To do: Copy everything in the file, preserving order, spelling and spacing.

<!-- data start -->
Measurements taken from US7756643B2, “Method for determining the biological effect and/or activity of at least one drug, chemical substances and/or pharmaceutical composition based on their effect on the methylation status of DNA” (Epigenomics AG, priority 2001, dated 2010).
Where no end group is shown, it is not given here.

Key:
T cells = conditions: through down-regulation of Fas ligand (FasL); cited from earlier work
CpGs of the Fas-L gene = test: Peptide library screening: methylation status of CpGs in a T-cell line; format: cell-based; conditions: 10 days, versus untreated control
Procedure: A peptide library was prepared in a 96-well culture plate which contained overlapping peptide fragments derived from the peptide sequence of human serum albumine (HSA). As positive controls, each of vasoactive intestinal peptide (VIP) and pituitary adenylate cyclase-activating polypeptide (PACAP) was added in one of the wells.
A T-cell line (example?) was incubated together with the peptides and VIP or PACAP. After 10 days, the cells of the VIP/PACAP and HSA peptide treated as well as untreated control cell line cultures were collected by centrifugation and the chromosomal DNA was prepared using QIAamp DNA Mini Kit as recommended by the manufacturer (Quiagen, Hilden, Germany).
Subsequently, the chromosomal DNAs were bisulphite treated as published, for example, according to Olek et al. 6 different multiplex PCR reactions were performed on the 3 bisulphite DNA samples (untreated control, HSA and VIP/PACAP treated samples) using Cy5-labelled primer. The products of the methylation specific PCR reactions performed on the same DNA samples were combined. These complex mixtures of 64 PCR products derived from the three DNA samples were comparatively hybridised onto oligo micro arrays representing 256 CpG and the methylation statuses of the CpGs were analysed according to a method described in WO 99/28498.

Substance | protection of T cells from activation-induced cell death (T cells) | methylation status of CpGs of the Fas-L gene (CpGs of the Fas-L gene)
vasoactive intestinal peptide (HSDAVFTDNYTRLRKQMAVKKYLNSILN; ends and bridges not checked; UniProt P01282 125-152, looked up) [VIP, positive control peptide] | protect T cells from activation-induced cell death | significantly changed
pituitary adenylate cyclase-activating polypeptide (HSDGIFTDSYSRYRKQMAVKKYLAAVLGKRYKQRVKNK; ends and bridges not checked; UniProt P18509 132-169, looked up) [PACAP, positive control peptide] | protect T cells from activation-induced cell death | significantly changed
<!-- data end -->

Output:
Measurements taken from US7756643B2, “Method for determining the biological effect and/or activity of at least one drug, chemical substances and/or pharmaceutical composition based on their effect on the methylation status of DNA” (Epigenomics AG, priority 2001, dated 2010).
Where no end group is shown, it is not given here.

Key:
T cells = conditions: through down-regulation of Fas ligand (FasL); cited from earlier work
CpGs of the Fas-L gene = test: Peptide library screening: methylation status of CpGs in a T-cell line; format: cell-based; conditions: 10 days, versus untreated control
Procedure: A peptide library was prepared in a 96-well culture plate which contained overlapping peptide fragments derived from the peptide sequence of human serum albumine (HSA). As positive controls, each of vasoactive intestinal peptide (VIP) and pituitary adenylate cyclase-activating polypeptide (PACAP) was added in one of the wells.
A T-cell line (example?) was incubated together with the peptides and VIP or PACAP. After 10 days, the cells of the VIP/PACAP and HSA peptide treated as well as untreated control cell line cultures were collected by centrifugation and the chromosomal DNA was prepared using QIAamp DNA Mini Kit as recommended by the manufacturer (Quiagen, Hilden, Germany).
Subsequently, the chromosomal DNAs were bisulphite treated as published, for example, according to Olek et al. 6 different multiplex PCR reactions were performed on the 3 bisulphite DNA samples (untreated control, HSA and VIP/PACAP treated samples) using Cy5-labelled primer. The products of the methylation specific PCR reactions performed on the same DNA samples were combined. These complex mixtures of 64 PCR products derived from the three DNA samples were comparatively hybridised onto oligo micro arrays representing 256 CpG and the methylation statuses of the CpGs were analysed according to a method described in WO 99/28498.

Substance | protection of T cells from activation-induced cell death (T cells) | methylation status of CpGs of the Fas-L gene (CpGs of the Fas-L gene)
vasoactive intestinal peptide (HSDAVFTDNYTRLRKQMAVKKYLNSILN; ends and bridges not checked; UniProt P01282 125-152, looked up) [VIP, positive control peptide] | protect T cells from activation-induced cell death | significantly changed
pituitary adenylate cyclase-activating polypeptide (HSDGIFTDSYSRYRKQMAVKKYLAAVLGKRYKQRVKNK; ends and bridges not checked; UniProt P18509 132-169, looked up) [PACAP, positive control peptide] | protect T cells from activation-induced cell death | significantly changed